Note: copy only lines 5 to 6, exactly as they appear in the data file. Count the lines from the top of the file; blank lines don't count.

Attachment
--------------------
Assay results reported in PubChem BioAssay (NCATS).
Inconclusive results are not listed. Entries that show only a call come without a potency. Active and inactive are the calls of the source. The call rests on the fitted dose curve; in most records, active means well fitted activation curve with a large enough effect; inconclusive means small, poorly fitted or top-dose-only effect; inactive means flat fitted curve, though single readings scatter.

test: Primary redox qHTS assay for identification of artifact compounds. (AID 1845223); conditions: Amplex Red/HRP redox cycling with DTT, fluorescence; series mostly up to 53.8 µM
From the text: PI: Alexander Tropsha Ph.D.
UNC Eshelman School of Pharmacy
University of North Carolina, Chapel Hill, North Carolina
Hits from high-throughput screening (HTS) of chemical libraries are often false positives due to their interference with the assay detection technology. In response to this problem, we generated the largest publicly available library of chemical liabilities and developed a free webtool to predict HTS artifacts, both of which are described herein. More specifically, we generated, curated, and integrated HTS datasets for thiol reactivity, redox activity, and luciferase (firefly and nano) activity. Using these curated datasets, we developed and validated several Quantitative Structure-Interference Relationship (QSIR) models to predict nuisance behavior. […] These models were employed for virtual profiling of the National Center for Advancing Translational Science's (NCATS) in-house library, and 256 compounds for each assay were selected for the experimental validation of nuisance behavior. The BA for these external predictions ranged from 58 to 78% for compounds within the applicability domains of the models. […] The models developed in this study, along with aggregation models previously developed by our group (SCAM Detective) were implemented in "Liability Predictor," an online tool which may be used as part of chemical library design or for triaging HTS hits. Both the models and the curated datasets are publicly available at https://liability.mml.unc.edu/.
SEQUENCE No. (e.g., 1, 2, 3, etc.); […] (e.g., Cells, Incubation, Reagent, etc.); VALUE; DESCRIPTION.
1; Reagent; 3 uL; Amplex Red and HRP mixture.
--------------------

UNC Eshelman School of Pharmacy
University of North Carolina, Chapel Hill, North Carolina